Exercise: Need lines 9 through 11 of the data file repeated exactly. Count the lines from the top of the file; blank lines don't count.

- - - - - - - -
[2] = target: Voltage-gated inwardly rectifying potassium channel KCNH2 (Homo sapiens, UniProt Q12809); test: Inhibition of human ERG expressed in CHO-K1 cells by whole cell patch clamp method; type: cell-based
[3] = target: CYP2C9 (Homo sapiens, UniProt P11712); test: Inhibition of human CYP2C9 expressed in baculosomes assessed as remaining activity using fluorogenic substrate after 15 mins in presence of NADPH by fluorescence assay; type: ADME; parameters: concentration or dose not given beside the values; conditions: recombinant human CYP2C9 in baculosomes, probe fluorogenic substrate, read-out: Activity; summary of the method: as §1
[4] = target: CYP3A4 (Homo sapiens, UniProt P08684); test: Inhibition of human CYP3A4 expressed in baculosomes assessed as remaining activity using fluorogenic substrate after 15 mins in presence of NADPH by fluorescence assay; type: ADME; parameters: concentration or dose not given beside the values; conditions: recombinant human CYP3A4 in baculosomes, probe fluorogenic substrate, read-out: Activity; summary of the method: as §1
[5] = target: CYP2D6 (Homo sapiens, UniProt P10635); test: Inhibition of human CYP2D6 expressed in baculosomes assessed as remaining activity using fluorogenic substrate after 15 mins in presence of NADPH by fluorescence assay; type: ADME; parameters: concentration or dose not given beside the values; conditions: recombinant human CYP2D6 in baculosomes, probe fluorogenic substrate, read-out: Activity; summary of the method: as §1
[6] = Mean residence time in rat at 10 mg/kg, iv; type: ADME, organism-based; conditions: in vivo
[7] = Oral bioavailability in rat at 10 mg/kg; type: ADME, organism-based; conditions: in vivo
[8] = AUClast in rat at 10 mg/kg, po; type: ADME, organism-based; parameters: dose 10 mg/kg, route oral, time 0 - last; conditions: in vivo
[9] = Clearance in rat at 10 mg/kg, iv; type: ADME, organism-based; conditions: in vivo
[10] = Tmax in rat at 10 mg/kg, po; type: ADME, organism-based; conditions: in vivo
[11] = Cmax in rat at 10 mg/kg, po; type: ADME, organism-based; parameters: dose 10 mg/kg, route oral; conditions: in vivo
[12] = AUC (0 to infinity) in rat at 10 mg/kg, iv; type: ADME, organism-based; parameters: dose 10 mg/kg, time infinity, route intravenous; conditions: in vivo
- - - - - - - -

[10] = Tmax in rat at 10 mg/kg, po; type: ADME, organism-based; conditions: in vivo
[11] = Cmax in rat at 10 mg/kg, po; type: ADME, organism-based; parameters: dose 10 mg/kg, route oral; conditions: in vivo
[12] = AUC (0 to infinity) in rat at 10 mg/kg, iv; type: ADME, organism-based; parameters: dose 10 mg/kg, time infinity, route intravenous; conditions: in vivo